Why you should switch to an all-natural deodorant (Part one)

September 1, 2016
Why you should switch to an all-natural deodorant (Part one)
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Are health concerns surrounding antiperspirants worth the risk?

My sister was diagnosed with breast cancer at the young age of 32. When something like this happens to a loved one you begin asking a lot of questions. As a scientist, I dissected as much information as I could and was surprised to find that many products we use every day are potentially harmful to us. One of these is right under our arms: Antiperspirants.

Several studies have suggested that aluminum-based antiperspirants may be linked to breast cancer, Alzheimer’s and Parkinson’s. I’m not suggesting that antiperspirants caused my sister’s cancer. But why not err on the side of caution and minimize the impact of potentially harmful chemicals on our body – after all, it’s the only one we have.


Why are aluminum compounds used in antiperspirants?

Aluminum is the active ingredient in all antiperspirants and many deodorants. Chemically-treated aluminum compounds, such as aluminum chlorohydrate or aluminum zirconium, are used to temporarily “plug up” your sweat glands and prevent you from sweating. Alarmingly, a typical antiperspirant contains anywhere from 15 to 25 per cent aluminum. This can’t be good for you.


Can aluminum compounds in antiperspirants be absorbed into your body?

Studies have shown that small amounts of aluminum in antiperspirants are absorbed by the skin1, and this absorption is higher when applied to stripped skin (which can occur when you shave)2.

Aluminum antiperspirant defenders will point out that these are extremely small amounts and don’t pose any danger. While it’s true that the amount of aluminum absorbed after a single application is very small, what about the the accumulated effects of using an aluminum-based antiperspirant every day over many years? One study concluded that earlier age of breast cancer diagnosis is associated with women who started using antiperspirant at a young age3.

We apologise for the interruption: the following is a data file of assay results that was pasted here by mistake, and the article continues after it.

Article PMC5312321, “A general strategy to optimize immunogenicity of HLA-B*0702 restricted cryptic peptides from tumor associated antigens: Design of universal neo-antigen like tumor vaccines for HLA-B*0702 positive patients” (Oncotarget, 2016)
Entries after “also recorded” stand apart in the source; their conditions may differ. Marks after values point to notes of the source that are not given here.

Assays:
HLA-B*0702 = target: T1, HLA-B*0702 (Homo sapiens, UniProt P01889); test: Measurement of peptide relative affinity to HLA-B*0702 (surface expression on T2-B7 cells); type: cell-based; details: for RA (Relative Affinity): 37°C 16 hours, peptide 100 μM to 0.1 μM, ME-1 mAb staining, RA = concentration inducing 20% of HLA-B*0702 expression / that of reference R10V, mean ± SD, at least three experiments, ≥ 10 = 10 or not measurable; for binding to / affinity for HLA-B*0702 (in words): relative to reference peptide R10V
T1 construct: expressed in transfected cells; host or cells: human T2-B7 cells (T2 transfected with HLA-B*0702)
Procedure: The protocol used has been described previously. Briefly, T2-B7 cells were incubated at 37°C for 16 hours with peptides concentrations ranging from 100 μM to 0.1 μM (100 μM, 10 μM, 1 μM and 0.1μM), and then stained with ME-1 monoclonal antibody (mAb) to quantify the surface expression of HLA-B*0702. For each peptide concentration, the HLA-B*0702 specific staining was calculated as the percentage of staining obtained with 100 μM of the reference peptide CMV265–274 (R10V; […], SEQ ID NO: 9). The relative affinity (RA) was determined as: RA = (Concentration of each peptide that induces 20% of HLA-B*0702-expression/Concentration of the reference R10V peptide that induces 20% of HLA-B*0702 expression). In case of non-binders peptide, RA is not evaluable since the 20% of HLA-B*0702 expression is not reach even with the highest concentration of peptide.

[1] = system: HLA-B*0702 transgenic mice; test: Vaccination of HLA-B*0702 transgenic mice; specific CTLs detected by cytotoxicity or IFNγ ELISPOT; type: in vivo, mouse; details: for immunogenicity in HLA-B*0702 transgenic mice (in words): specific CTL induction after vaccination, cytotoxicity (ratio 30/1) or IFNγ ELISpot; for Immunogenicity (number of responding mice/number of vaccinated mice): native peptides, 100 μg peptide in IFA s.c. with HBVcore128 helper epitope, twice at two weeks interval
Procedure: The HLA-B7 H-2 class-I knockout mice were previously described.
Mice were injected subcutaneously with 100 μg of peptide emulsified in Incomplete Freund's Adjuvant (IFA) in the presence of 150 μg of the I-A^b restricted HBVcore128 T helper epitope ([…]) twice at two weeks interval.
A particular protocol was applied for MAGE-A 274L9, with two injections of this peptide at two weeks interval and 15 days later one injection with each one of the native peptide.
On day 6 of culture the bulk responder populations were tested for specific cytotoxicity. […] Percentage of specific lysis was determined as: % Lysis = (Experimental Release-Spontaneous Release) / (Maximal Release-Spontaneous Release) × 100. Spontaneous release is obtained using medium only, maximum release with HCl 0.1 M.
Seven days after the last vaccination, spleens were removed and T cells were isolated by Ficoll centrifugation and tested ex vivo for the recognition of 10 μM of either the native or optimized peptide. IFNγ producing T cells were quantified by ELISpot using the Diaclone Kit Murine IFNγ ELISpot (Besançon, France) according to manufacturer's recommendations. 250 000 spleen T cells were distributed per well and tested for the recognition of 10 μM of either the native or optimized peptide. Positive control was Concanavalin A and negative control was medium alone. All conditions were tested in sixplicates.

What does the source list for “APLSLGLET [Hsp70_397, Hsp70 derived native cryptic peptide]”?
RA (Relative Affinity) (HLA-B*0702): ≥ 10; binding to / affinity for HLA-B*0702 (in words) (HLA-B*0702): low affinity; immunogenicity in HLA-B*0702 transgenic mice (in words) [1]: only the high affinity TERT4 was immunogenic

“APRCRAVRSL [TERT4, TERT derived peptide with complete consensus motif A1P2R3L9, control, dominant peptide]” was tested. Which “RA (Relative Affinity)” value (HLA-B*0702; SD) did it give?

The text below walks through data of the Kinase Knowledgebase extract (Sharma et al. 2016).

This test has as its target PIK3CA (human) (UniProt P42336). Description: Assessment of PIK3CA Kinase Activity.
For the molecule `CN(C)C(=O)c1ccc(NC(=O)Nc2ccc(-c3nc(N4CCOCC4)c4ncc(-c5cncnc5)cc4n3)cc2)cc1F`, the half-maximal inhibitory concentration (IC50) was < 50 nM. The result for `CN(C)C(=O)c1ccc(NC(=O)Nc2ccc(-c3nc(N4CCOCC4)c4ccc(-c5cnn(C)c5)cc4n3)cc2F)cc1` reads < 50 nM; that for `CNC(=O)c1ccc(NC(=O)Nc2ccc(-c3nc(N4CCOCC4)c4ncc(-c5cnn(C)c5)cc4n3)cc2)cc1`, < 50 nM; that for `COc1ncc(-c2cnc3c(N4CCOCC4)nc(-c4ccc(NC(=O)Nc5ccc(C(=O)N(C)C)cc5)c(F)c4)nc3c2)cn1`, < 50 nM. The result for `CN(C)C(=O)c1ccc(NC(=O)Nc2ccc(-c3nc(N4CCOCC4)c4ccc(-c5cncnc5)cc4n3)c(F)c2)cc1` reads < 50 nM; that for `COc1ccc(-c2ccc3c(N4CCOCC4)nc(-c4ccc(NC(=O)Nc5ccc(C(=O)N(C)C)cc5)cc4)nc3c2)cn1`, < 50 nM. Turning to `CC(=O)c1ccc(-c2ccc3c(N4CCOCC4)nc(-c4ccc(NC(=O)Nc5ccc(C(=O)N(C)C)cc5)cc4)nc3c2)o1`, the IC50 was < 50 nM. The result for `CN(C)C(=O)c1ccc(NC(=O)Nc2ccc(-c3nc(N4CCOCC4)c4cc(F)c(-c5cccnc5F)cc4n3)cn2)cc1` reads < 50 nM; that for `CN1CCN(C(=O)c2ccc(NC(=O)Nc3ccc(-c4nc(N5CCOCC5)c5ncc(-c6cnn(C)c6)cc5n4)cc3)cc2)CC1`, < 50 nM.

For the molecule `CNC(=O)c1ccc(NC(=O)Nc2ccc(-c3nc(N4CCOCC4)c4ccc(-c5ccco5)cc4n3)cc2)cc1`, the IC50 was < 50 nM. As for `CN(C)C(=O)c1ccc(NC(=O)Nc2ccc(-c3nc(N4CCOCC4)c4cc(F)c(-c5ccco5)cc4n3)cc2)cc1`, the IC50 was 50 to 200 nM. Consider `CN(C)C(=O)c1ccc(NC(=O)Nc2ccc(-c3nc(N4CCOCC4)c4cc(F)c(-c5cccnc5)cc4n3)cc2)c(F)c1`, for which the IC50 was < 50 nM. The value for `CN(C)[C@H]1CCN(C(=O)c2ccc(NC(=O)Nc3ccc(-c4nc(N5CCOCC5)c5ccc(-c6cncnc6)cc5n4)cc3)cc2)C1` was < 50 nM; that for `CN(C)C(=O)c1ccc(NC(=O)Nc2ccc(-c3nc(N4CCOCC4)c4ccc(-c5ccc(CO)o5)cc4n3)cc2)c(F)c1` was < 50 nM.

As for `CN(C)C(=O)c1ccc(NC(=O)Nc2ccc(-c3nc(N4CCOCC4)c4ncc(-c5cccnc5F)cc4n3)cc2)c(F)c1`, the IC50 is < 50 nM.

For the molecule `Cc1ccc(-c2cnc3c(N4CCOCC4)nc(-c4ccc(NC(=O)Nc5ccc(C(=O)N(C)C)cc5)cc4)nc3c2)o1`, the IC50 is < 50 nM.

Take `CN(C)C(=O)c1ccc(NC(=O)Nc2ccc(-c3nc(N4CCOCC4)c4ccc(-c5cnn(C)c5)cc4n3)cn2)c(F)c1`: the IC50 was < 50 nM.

Can aluminum compounds in antiperspirants cause disease?

My job as a scientist is to be objective, to analyze all available data, and to base my conclusions on hard facts. While I can’t say with absolute certainty that the aluminum in antiperspirants lead to breast cancer or Alzheimer’s, I can say that scientific research has shown that the chemically altered aluminum in antiperspirants is absorbed by our body. These compounds can mimic estrogen hormones which can increase breast cancer risk. Is something as common as an antiperspirant really worth the risk of disease?


It’s not only about the chemically treated aluminum

Aluminum-based antiperspirants also contain a cocktail of other chemicals, such as cyclopentasiloxane, stearyl alcohol, C12-15 alkyl benzoate, PPG-14 butyl ether, hydrogenated castor oil, petrolatum, phenyl trimethicone, talc, cyclodextrin, fragrance, mineral oil, behenyl alcohol, and blue 1 lake (CI 42090).

Do you really want to apply all these chemicals onto your skin?

Here’s an example of the warning listed on a typical antiperspirant:

“For external use only. Do not use on broken skin. Ask a doctor before use if you have kidney disease. Stop use if rash or irritation occurs. Keep out of reach of children. If swallowed, get medical help or contact a Poison Control Center right away.”

That’s quite ominous, isn’t it?


To be continued…

In part two, we’ll discuss the benefits of using an all-natural deodorant instead of an aluminum-based antiperspirant.


1   http://www.ncbi.nlm.nih.gov/pubmed/11267710

2   http://www.ncbi.nlm.nih.gov/pubmed/22459170

3   http://www.ncbi.nlm.nih.gov/pubmed/14639125

Alain Menard

Alain Ménard, microbiologist, co-founded The Green Beaver Company with biochemist Karen Clark. They were both appalled by the amount of chemicals found in kid’s shampoos, bubble baths and other products. With their new family in mind, they decided to do something about it. They left the pharmaceutical and pesticide industry behind to create healthier natural products. Alain regularly gives seminars on the potential health risks and environmental hazards associated with the chemicals found in everyday personal care products.

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